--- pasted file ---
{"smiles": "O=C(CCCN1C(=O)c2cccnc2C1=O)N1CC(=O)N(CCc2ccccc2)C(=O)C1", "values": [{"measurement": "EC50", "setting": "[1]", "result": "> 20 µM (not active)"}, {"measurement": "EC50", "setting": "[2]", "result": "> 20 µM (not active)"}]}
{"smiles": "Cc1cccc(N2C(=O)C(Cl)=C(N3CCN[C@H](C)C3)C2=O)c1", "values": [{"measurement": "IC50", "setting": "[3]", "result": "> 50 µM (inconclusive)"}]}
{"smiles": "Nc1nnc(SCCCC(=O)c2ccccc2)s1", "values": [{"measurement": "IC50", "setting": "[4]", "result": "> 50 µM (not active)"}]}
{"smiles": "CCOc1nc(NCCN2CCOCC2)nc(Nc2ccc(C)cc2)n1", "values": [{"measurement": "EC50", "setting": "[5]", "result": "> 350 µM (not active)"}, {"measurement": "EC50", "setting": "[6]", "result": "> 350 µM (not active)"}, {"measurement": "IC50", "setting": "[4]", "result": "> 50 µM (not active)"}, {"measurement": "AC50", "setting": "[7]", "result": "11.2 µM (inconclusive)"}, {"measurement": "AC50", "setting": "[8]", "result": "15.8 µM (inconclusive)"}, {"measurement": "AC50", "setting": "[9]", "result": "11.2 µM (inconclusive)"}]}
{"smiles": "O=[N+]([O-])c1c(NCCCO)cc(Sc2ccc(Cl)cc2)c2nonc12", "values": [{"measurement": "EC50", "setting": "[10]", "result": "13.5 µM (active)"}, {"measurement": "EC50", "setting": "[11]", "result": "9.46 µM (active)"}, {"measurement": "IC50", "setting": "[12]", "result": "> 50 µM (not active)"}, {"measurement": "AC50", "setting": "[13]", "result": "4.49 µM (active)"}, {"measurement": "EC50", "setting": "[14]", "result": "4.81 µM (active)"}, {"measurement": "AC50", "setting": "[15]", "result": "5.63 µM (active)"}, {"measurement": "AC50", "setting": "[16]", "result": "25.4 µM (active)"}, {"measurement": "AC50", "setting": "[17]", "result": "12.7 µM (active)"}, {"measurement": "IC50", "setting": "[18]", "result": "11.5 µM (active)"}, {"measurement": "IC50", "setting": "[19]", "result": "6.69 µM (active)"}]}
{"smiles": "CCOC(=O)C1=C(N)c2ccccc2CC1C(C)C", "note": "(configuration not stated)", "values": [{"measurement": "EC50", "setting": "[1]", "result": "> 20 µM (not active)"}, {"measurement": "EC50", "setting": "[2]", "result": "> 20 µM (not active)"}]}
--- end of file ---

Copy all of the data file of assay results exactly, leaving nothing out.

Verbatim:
{"smiles": "O=C(CCCN1C(=O)c2cccnc2C1=O)N1CC(=O)N(CCc2ccccc2)C(=O)C1", "values": [{"measurement": "EC50", "setting": "[1]", "result": "> 20 µM (not active)"}, {"measurement": "EC50", "setting": "[2]", "result": "> 20 µM (not active)"}]}
{"smiles": "Cc1cccc(N2C(=O)C(Cl)=C(N3CCN[C@H](C)C3)C2=O)c1", "values": [{"measurement": "IC50", "setting": "[3]", "result": "> 50 µM (inconclusive)"}]}
{"smiles": "Nc1nnc(SCCCC(=O)c2ccccc2)s1", "values": [{"measurement": "IC50", "setting": "[4]", "result": "> 50 µM (not active)"}]}
{"smiles": "CCOc1nc(NCCN2CCOCC2)nc(Nc2ccc(C)cc2)n1", "values": [{"measurement": "EC50", "setting": "[5]", "result": "> 350 µM (not active)"}, {"measurement": "EC50", "setting": "[6]", "result": "> 350 µM (not active)"}, {"measurement": "IC50", "setting": "[4]", "result": "> 50 µM (not active)"}, {"measurement": "AC50", "setting": "[7]", "result": "11.2 µM (inconclusive)"}, {"measurement": "AC50", "setting": "[8]", "result": "15.8 µM (inconclusive)"}, {"measurement": "AC50", "setting": "[9]", "result": "11.2 µM (inconclusive)"}]}
{"smiles": "O=[N+]([O-])c1c(NCCCO)cc(Sc2ccc(Cl)cc2)c2nonc12", "values": [{"measurement": "EC50", "setting": "[10]", "result": "13.5 µM (active)"}, {"measurement": "EC50", "setting": "[11]", "result": "9.46 µM (active)"}, {"measurement": "IC50", "setting": "[12]", "result": "> 50 µM (not active)"}, {"measurement": "AC50", "setting": "[13]", "result": "4.49 µM (active)"}, {"measurement": "EC50", "setting": "[14]", "result": "4.81 µM (active)"}, {"measurement": "AC50", "setting": "[15]", "result": "5.63 µM (active)"}, {"measurement": "AC50", "setting": "[16]", "result": "25.4 µM (active)"}, {"measurement": "AC50", "setting": "[17]", "result": "12.7 µM (active)"}, {"measurement": "IC50", "setting": "[18]", "result": "11.5 µM (active)"}, {"measurement": "IC50", "setting": "[19]", "result": "6.69 µM (active)"}]}
{"smiles": "CCOC(=O)C1=C(N)c2ccccc2CC1C(C)C", "note": "(configuration not stated)", "values": [{"measurement": "EC50", "setting": "[1]", "result": "> 20 µM (not active)"}, {"measurement": "EC50", "setting": "[2]", "result": "> 20 µM (not active)"}]}